Perceptions of Misperceived Race

Written by Patrick Telles

Image by AdrienneCC BY-NC-ND 2.0.

In recent years our federal courts have taken steps to address racial discrimination by emphasizing what has been called colorblindness––the idea that our laws should achieve racial equality by eliminating racial categories. While this catchall solution addresses a majority of racial discrimination claims, it fails to properly address misperceived racial discrimination. In cases involving misperceived race, an individual claims that he or she has been discriminated against in some way based on the racial identity that others have imputed onto her, despite her identifying as a different race. Misperceived race cases and how courts define race has produced conflicting outcomes across different areas of law.

Issues of misperceived race have been seen predominantly in Title VII employment discrimination cases, and federal courts are currently split on how to handle this unique issue. A majority of the federal courts address misperceived race in employment discrimination by attempting to identify the plaintiff’s “actual race.” If that “actual” racial identity does not match with the discriminators’ perception of the plaintiff’s race, then courts find there was no discrimination under Title VII. These courts may be using “actual race” because Title VII lacks statutory language protecting against discrimination of perceived traits. In contrast, a minority of federal courts have viewed discrimination of perceived race as a form of discrimination based on race, and therefore is protected by Title VII.

While the majority of federal courts using the “actual race” standard have good reasons for doing so, it is important to note that their reasoning comes into direct conflict with how immigration law defines race in asylum hearings. In asylum hearings, an asylum-seeker must show that she has faced persecution in her country of origin or has a well-founded fear of future persecution upon return to her country of origin. This persecution must be based on at least one of five nexus factors: race, religion, nationality, membership in a particular social group, and political opinion. While neither the Board of Immigration Appeals (BIA) nor any federal circuit courts have specifically found that persecution based on misperceived race falls within the nexus factors required to be eligible for asylum, case law strongly implies it is included. In 1996, the BIA decided in In Re S-P- that “[p]ersecution for ‘imputed’ grounds (e.g., where one is erroneously thought to hold particular political opinions or mistakenly believed to be a member of a religious sect) can satisfy the ‘refugee’ definition.” Because courts have not reviewed the issue of persecution based on imputed grounds since In Re S-P-, there has been no official ruling expanding persecution for imputed grounds to race. However, it is important to note that federal circuit courts have expanded In Re S-P- to encompass the other nexus factors of religion, nationality, membership in a particular social group, and political opinion. Based on this, it is only a matter of time that persecution based on imputed race is accepted as plausible grounds for asylum under immigration law.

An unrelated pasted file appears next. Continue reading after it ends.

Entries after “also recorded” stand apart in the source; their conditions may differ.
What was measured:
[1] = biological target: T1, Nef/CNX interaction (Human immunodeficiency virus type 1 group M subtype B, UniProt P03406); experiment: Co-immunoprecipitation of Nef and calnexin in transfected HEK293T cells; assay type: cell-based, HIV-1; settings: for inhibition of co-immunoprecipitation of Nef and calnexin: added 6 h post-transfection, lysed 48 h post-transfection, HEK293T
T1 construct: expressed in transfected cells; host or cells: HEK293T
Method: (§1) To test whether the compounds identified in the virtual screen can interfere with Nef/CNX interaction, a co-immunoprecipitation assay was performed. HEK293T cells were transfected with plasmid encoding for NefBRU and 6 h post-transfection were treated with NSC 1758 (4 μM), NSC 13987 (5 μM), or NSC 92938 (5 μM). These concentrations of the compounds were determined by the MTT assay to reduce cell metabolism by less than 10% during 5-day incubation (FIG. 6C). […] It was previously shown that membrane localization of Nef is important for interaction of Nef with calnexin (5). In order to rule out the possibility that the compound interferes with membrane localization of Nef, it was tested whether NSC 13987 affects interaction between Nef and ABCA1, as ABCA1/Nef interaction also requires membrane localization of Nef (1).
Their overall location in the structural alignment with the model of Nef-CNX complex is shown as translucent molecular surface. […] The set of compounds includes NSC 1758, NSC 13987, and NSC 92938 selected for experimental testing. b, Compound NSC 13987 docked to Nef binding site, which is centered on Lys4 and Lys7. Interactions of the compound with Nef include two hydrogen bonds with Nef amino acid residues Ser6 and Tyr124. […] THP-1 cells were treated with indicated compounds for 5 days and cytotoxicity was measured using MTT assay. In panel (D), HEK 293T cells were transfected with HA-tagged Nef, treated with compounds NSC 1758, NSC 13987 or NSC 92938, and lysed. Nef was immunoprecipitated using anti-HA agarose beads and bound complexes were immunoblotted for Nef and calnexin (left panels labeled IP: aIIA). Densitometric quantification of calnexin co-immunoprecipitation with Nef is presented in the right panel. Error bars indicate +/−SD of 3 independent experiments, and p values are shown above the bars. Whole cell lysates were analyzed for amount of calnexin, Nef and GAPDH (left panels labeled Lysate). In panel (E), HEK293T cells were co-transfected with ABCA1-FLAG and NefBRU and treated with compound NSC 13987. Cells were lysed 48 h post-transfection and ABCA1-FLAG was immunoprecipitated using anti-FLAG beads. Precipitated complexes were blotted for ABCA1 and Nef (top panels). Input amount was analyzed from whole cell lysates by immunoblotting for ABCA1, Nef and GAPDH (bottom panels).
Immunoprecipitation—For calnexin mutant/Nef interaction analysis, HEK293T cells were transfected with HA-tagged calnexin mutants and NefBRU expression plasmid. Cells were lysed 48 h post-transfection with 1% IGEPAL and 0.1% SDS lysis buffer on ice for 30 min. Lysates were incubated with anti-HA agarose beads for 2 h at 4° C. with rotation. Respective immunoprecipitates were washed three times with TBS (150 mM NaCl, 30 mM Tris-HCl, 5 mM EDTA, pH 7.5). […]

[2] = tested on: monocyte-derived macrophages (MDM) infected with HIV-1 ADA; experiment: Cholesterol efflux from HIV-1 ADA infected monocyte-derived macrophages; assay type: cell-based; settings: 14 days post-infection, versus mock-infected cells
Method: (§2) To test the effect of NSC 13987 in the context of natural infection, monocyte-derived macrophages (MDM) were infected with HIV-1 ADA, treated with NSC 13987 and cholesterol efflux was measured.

When comparing these perspectives of race, the potential conflicting interpretations of race become apparent. A majority of jurisdictions look to an individual’s “actual race” when considering employment discrimination, whereas the BIA and federal circuit courts are moving toward recognizing perceived race in asylum hearings. If the BIA does extend the imputed grounds to race, the rulings may produce the strange result that asylum hearings offer broader protection to individuals entering the U.S. than employment discrimination offers to U.S. citizens from actions occurring within the U.S. Ultimately, if this conflict occurs, it should be addressed through either the judiciary or legislature in a manner that creates more consistency between immigration and employment law.